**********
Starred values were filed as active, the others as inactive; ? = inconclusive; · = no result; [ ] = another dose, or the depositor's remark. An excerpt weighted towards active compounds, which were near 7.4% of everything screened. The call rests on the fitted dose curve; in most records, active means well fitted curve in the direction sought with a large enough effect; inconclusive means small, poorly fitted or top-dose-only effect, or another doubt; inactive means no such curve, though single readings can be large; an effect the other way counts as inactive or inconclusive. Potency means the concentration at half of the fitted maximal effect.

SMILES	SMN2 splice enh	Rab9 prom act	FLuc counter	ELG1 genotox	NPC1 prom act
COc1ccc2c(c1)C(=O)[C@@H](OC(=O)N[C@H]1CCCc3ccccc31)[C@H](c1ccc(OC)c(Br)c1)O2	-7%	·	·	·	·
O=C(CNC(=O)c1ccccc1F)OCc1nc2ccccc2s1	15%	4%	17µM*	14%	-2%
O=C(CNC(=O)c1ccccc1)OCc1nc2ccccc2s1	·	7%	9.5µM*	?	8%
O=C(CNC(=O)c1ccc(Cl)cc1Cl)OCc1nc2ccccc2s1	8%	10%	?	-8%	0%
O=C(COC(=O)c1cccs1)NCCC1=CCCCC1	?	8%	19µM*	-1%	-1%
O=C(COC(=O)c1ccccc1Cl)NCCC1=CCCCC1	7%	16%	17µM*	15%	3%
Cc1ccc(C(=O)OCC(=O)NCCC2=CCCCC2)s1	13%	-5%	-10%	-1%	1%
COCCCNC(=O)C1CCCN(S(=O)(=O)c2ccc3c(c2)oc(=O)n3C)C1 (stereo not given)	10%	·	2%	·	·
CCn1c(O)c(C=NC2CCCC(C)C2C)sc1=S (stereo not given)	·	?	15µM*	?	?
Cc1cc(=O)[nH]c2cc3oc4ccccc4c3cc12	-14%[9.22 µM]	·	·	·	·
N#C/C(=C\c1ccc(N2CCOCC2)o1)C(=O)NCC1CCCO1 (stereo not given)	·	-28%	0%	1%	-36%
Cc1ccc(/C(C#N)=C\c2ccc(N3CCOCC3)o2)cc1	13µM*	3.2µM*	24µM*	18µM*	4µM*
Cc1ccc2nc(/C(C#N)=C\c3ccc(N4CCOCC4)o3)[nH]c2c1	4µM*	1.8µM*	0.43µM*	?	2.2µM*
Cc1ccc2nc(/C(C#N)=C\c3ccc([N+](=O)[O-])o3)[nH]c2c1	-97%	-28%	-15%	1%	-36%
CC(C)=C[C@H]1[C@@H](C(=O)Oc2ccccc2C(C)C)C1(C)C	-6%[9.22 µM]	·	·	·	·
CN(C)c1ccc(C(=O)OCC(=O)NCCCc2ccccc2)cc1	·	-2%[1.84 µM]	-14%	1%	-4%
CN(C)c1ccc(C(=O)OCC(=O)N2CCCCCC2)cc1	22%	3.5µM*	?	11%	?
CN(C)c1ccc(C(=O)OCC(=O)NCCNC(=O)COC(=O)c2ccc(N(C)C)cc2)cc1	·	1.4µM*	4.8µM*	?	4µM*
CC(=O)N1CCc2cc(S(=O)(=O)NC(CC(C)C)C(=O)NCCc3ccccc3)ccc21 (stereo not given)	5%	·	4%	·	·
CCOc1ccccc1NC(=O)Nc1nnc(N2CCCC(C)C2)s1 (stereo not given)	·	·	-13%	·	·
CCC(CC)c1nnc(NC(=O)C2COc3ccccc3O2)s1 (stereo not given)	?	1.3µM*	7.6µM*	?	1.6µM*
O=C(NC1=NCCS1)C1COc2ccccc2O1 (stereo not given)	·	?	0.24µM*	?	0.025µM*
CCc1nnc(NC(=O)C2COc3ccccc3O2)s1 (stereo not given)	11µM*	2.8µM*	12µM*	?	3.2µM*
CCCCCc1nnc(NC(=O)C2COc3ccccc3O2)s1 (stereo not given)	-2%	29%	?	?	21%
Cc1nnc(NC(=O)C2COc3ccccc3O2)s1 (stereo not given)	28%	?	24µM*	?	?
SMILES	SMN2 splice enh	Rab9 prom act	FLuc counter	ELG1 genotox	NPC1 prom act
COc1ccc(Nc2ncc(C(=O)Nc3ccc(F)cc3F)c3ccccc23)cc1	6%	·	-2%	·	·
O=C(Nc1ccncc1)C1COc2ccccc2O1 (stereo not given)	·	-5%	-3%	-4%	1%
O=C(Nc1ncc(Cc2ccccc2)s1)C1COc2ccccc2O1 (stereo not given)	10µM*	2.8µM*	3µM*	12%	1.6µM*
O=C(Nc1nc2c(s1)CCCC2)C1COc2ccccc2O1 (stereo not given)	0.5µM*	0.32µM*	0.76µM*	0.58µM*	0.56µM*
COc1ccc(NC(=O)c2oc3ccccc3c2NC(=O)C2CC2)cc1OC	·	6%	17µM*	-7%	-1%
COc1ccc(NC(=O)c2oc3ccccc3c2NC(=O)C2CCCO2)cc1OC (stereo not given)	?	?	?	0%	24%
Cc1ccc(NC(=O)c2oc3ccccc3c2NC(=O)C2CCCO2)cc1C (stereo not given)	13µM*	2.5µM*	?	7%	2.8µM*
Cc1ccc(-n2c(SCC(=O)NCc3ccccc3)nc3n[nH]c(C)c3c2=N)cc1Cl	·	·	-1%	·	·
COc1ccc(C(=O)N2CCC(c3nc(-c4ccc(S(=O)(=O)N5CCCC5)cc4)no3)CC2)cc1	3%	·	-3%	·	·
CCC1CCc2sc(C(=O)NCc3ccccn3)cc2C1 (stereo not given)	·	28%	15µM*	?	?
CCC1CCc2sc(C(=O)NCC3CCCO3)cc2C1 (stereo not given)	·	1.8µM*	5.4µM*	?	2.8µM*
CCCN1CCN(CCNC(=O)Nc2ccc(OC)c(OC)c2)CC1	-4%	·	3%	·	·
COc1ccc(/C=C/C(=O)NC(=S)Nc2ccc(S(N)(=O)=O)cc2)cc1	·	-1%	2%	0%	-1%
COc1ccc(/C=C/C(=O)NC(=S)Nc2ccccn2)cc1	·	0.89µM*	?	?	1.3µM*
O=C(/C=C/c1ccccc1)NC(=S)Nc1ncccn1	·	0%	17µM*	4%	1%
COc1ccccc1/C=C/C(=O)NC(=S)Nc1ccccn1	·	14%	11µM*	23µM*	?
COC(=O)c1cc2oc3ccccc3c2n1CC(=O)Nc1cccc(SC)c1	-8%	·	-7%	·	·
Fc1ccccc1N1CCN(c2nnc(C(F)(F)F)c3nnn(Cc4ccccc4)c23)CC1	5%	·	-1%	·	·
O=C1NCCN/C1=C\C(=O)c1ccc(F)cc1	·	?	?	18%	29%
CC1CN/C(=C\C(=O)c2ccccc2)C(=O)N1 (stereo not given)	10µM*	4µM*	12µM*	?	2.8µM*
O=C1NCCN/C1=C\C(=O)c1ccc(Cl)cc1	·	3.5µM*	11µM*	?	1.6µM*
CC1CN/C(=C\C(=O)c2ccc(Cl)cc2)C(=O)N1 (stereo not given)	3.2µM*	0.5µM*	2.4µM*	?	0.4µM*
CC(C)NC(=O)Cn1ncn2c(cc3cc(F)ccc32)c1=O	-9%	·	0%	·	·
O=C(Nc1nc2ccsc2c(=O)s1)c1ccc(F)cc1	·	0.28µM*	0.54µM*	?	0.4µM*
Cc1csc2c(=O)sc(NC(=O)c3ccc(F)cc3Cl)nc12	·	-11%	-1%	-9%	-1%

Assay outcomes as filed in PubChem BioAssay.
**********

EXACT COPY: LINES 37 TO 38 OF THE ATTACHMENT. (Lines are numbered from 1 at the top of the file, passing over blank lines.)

COc1ccc(C(=O)N2CCC(c3nc(-c4ccc(S(=O)(=O)N5CCCC5)cc4)no3)CC2)cc1	3%	·	-3%	·	·
CCC1CCc2sc(C(=O)NCc3ccccn3)cc2C1 (stereo not given)	·	28%	15µM*	?	?